When I give lectures about the future of journalism, recently I have been making reference to the weakening, if not the entire overthrow, of what I term The Dictatorship of the Writer. What I mean is simply that in the pre-Internet past reporters and writers of various sorts would nose about a subject and after a certain amount of research decide it was time to write. They then ordered the information they had uncovered in a way they thought was best. This was the lede. This was the significant anecdote. This was the quotation that went in, this that which never was seen again.

In essence, the writer decided for the reader how they would learn about a subject. Yes, there were often editors who made suggestions about how the writers’ efforts should be ordered. So maybe it is best to talk about the Dictatorship of the Writer and the Editor. But what didn’t happen was readers opining: “I don’t like how you organized this piece. You left this out and forget to mention that and most importantly took what people told you and presented it in a way a reasonable person wouldn’t have agreed with.”

In the old print/radio/television world there wasn’t much else you could do. Space and time was limited and so many things had to be left out, ignored or radically reconfigured. In ways that I don’t think we truly appreciated, the media — or rather the limitations of the media — was the message.

One of the most magisterial things the Internet is doing is undermining the previous writer/editor dictatorship. Suddenly, what used to be effectively a one-sided conversation in which the writer did all the talking has been turned into an agora in which a piece is dissected and often reconstructed by the readers — and if we ever get there, listeners and viewers, too.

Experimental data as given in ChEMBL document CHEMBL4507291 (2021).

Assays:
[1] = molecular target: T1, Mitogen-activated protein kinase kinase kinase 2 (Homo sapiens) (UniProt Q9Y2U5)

The reorganization occurs in a number of ways. Hyperlinks embedded in an article means a reader can decide to branch off from the main piece and read something someone else has written related to the subject. Suddenly a piece doesn’t have a defined beginning, middle and end; it has a beginning and then readers decide where it and they will go. In a way which never existed before they own the narrative.

Another part of the overthrow of the writer/editor dictatorship is that on the Internet comments flow in to where the piece is mounted — comments that deflect if not actually deform the original piece. Suddenly people aren’t talking about what the writer said but about what they think about things he or she might have said but didn’t. A piece isn’t complete until all the comments are read.

Showing What Was Hidden

Another part of the change is the increasing realization that we can show what was hidden before. Instead of an interpretation of what someone meant, a writer can include a link that says effectively: “Here is the background material I used. Here is me interviewing the subject on a podcast or a video and here is precisely what he/she said. Here is the raw material out of which I constructed my dialectic, and you can decide whether I got the argument right or wrong based not on the power of my rhetoric but on the facts at hand.”

This means suddenly the writer/editor is no longer an information dictator. This means people can go to the sources and decide for themselves what a truthful organization of the material would look like.

And finally, the rise of democratic information agglomeration sites like Digg.com means that readers, not editors, can decide what is a front page story. The guess and golly of “we think this is what readers might be interested in” is replaced by readers telling one another what they actually think is interesting.

In toto, this is a major reconfiguration in not only journalism/writing but in what we think reality is. Suddenly reality isn’t what we are told it must be by some expert writer/editor but what we decide for ourselves it is.

Suddenly reading online becomes a democracy.

I am not going to say there aren’t deep issues and discomfiture with this changeover to a readers’ democracy — most specifically with questions of authenticity — but I will say that this is an information revolution that is not just coming, but in many ways is already here.

Stephen Strauss wrote articles, columns and editorials about science and technology for The Globe and Mail for more than 20 years and at CBC.ca for four. He has also authored four books, several book chapters, and for his efforts received numerous awards.

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This article was originally published on J-Source. J-Source and MediaShift have begun a content-sharing arrangement to broaden the audience of both sites.

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